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The Golden City Council has received two proposals for organizations that want to lease the historic Astor House in downtown Golden from the city and is now soliciting resident feedback as it moves forward with considering them.

The first of the two proposals was submitted by the Foothills Art Center and calls for the house to be renovated into a new community arts facility that would allow FAC to expand on its gallery offerings and resources for local community artists.

FAC’s proposal calls for the first floor of the house to be renovated into a flexible gallery and gathering space. There would also be a small kid’s corner space and the existing kitchen area would be maintained for cooking classes and other culinary programs as well as use by caterers during events at the facility.

The proposal describes the first floor as attracting the “widest variety and number of visitors” who will encounter offerings that will include rotating art exhibitions, interpretive elements that depict the history of the Astor House, a retail space featuring goods from local artists and an interactive art-making studio where visitors of all ages can do art projects.

The second floor, meanwhile, would include a recording studio for musicians with the remainder dedicated to an “open-studio” where artists could work on their art in a communal environment. Under the proposal, the third floor would be used for either FAC staff offices or facility storage.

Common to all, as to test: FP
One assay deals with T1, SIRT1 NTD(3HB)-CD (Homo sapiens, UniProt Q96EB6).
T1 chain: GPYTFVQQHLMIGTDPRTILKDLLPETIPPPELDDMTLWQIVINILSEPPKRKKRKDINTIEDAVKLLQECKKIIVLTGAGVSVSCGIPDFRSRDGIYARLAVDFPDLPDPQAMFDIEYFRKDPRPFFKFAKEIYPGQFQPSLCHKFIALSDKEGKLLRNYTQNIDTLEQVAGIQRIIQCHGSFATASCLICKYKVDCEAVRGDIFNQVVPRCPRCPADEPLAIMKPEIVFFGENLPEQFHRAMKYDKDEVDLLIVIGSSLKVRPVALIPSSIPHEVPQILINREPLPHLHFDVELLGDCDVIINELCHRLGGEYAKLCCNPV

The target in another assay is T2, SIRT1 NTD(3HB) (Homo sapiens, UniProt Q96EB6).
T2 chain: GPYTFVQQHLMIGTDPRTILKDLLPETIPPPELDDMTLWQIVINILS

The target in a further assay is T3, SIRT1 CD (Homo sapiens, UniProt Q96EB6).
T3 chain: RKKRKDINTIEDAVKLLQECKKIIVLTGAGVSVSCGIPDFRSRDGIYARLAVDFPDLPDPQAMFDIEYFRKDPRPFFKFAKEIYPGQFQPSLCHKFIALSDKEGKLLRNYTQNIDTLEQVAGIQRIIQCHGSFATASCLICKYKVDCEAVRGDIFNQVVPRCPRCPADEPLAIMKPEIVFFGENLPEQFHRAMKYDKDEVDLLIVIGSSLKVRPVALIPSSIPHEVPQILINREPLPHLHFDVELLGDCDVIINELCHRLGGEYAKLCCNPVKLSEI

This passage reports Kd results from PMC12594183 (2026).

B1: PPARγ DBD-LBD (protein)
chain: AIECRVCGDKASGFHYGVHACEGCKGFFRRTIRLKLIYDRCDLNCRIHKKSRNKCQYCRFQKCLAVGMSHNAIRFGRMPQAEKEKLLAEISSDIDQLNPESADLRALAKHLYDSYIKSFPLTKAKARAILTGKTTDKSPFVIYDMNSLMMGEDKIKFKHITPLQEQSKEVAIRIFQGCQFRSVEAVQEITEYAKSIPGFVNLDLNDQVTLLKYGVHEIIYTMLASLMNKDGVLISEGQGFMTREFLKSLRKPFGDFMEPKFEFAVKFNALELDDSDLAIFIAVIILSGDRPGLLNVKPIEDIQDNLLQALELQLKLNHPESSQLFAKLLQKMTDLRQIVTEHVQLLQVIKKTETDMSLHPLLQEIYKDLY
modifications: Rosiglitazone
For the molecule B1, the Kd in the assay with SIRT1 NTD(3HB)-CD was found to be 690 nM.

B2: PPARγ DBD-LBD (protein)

FAC Executive Director Hassan Najjar said his organization is in the process of securing funding for the project, which it projects would cost $2.5 million, and hopes to secure a $500,000 loan from the Downtown Development Authority to help cover the costs of bringing the building up to code.

“We think that with our expertise, our experience and our vision for Astor House we would make a delightful addition to downtown and it would be an amazing expansion for us to do things we can’t do at our current location,” said Najjar.

The second proposal the city received was from the Golden Civic Foundation and calls for the house to become “an inclusive, flexible, and adaptable space that serves as a resource and economic development hub for community-serving organizations, businesses, and our residents.”

Under that plan, the first floor would be converted into two spaces for local organizations and nonprofits to host community events at no cost, including one that could accommodate as many as 60 people.

The second and third floors would then be converted into a “vibrant hub” for community non-profits that would include a mix of affordable offices and flexible co-working spaces for Golden’s nonprofits.

To illustrate the community benefit of such a space, Golden Civic Foundation Executive Director Heather Schneider brought up the example of a Golden resident looking to get more involved in the community.

“They could walk through the front door, they could participate in a city workshop that talks about the new volunteer database that they just launched to find the type of organization that they want to get involved with and then they could walk upstairs to instantly get connected with this organization,” said Schneider.

Following presentations from Najjar and Schneider at the Sept. 24 Golden city council meeting, the council adjourned into executive session to discuss what the next steps in the process would be. Those next steps have not been publicly announced.

“Council has a lot to discuss and tonight in executive session will be our first opportunity to have that discussion together,’ said Golden Mayor Laura Weinberg.